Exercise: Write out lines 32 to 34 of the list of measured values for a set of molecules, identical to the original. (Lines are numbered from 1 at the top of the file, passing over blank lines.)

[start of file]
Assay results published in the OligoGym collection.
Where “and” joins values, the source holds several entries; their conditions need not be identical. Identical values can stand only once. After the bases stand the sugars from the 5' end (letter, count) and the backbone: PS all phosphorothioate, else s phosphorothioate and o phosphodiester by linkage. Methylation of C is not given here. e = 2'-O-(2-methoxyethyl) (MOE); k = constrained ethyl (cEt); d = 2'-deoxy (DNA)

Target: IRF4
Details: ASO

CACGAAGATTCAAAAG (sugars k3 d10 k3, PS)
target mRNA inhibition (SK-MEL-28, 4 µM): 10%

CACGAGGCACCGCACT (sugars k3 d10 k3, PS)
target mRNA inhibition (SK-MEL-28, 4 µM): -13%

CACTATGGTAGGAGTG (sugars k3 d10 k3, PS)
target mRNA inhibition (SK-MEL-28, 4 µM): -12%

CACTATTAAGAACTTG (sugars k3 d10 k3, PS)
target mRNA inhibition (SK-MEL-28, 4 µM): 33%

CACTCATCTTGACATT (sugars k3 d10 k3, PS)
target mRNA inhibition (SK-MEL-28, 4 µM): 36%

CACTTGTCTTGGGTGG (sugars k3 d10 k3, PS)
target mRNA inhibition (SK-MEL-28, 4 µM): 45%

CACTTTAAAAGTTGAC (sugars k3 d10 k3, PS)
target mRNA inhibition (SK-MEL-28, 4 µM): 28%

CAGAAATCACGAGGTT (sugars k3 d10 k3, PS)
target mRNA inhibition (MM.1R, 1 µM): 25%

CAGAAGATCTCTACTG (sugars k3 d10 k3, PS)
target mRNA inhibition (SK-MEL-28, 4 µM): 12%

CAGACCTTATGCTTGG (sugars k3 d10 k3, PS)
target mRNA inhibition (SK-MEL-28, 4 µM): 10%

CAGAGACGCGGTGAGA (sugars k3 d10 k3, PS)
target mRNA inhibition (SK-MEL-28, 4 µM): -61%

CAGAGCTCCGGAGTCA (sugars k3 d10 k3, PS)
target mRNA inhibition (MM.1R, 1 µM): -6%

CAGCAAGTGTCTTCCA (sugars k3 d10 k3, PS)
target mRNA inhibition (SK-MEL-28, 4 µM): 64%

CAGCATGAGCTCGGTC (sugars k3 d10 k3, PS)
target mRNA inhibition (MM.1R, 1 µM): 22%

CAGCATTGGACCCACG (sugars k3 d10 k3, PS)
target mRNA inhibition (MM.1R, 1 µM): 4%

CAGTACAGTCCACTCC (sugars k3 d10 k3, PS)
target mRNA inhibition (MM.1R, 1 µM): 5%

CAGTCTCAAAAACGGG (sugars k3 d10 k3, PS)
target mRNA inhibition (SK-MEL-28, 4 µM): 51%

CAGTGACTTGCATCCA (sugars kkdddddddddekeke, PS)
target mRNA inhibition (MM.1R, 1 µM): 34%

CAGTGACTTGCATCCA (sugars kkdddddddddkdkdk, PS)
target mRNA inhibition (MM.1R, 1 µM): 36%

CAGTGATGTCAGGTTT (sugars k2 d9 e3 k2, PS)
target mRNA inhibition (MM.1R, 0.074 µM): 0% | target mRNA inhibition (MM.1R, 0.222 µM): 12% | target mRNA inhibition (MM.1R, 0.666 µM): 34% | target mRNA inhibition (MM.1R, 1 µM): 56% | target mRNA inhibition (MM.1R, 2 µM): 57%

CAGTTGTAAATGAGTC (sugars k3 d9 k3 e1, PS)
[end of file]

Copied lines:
target mRNA inhibition (MM.1R, 1 µM): 22%

CAGCATTGGACCCACG (sugars k3 d10 k3, PS)
target mRNA inhibition (MM.1R, 1 µM): 4%